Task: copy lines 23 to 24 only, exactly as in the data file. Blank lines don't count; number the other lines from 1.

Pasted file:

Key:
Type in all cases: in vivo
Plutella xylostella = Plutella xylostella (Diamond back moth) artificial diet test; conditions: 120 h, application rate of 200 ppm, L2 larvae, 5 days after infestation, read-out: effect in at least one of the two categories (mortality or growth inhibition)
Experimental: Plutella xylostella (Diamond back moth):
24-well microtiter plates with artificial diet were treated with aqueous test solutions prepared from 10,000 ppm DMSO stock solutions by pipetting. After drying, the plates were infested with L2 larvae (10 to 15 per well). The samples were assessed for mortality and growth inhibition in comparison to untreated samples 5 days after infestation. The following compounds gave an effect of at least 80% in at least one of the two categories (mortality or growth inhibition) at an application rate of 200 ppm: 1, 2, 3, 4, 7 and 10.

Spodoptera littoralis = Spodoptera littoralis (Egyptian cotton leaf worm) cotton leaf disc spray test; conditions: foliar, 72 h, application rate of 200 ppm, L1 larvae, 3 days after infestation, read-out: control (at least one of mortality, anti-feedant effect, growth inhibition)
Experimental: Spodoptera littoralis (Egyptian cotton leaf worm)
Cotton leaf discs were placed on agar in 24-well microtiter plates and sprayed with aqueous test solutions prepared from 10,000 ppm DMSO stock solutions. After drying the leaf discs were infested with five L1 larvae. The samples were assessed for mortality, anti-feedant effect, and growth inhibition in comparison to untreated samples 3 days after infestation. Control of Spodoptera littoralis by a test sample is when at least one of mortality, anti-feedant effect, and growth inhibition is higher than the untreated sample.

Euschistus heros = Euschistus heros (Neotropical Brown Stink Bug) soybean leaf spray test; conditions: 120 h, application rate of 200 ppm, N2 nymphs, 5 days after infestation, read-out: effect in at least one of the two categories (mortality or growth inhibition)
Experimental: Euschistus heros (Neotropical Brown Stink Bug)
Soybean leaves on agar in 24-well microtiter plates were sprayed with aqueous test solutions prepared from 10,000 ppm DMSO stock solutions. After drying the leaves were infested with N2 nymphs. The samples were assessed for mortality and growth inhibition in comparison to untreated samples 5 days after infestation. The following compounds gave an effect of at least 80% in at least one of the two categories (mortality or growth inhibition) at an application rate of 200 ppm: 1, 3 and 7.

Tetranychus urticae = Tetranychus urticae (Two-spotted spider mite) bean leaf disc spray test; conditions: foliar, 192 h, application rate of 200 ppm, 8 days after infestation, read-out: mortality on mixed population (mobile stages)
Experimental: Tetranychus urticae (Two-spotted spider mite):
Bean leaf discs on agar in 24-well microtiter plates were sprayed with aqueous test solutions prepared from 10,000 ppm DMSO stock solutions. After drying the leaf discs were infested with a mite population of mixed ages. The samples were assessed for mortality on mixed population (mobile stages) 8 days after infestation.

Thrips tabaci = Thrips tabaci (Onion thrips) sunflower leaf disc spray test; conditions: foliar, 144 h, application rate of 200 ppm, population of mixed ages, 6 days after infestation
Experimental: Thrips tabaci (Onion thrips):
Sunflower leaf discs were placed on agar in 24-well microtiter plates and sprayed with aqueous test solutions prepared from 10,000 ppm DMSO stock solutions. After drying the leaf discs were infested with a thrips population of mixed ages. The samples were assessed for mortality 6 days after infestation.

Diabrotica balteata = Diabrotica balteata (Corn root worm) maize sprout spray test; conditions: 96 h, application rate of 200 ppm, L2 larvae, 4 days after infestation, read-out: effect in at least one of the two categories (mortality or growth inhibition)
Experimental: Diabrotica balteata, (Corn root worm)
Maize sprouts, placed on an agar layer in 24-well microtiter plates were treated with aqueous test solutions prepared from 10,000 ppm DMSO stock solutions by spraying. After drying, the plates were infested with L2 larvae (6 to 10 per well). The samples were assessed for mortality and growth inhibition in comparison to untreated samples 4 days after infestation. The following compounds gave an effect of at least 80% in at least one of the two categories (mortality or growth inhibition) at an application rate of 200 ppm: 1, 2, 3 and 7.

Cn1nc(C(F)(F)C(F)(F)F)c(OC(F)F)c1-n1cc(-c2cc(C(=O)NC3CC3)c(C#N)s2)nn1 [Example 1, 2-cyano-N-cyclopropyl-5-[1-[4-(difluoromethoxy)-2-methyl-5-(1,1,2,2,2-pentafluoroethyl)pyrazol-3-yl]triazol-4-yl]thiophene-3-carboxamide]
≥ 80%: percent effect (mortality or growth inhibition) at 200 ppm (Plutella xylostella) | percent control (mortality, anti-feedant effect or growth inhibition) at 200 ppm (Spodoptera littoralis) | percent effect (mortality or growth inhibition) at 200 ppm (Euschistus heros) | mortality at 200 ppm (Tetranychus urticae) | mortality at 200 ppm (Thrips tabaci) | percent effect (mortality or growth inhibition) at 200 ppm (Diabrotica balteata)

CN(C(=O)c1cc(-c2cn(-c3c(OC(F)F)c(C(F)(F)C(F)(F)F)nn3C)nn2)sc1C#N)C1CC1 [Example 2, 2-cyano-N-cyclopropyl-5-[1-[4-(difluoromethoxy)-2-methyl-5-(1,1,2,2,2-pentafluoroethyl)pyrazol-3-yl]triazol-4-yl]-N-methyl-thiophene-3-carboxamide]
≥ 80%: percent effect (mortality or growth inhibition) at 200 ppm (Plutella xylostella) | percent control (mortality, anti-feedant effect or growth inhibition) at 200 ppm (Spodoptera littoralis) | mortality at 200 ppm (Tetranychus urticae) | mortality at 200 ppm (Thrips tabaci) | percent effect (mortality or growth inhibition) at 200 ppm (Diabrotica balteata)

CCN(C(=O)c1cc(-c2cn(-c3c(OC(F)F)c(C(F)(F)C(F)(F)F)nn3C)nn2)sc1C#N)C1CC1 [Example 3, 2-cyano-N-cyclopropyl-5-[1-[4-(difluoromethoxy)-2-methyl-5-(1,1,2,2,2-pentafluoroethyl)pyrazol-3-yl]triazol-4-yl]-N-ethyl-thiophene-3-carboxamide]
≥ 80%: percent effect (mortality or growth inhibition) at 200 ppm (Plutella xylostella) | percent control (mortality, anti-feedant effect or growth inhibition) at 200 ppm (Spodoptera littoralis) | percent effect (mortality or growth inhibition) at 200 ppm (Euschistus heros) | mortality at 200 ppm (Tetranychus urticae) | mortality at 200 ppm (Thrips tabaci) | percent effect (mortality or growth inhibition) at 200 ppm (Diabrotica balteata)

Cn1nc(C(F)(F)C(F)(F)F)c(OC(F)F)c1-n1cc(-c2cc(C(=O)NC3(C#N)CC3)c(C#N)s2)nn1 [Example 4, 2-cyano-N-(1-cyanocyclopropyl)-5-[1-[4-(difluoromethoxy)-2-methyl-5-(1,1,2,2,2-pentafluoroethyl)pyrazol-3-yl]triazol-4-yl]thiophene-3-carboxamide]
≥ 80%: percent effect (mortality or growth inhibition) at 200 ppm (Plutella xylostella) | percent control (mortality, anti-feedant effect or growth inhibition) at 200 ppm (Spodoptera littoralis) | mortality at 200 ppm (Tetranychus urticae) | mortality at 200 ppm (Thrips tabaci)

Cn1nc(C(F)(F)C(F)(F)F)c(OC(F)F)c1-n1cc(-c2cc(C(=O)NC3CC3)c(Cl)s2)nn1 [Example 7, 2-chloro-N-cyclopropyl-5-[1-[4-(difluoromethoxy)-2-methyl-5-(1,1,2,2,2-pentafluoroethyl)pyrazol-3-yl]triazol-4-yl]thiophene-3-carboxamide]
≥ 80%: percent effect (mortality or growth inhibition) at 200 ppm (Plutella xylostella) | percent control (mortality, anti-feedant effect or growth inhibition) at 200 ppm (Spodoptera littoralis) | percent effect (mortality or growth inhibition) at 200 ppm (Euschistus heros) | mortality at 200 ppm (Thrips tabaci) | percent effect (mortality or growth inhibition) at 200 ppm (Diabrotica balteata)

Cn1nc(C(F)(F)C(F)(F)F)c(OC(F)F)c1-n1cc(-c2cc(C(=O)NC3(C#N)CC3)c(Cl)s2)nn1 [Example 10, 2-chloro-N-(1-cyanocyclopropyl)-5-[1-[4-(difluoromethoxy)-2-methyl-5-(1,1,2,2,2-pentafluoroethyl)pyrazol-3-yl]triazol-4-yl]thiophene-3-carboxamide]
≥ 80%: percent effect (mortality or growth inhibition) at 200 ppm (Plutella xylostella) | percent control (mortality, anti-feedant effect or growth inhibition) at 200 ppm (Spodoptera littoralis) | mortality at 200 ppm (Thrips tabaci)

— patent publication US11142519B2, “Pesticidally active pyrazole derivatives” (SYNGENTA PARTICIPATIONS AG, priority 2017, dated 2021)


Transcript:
CN(C(=O)c1cc(-c2cn(-c3c(OC(F)F)c(C(F)(F)C(F)(F)F)nn3C)nn2)sc1C#N)C1CC1 [Example 2, 2-cyano-N-cyclopropyl-5-[1-[4-(difluoromethoxy)-2-methyl-5-(1,1,2,2,2-pentafluoroethyl)pyrazol-3-yl]triazol-4-yl]-N-methyl-thiophene-3-carboxamide]
≥ 80%: percent effect (mortality or growth inhibition) at 200 ppm (Plutella xylostella) | percent control (mortality, anti-feedant effect or growth inhibition) at 200 ppm (Spodoptera littoralis) | mortality at 200 ppm (Tetranychus urticae) | mortality at 200 ppm (Thrips tabaci) | percent effect (mortality or growth inhibition) at 200 ppm (Diabrotica balteata)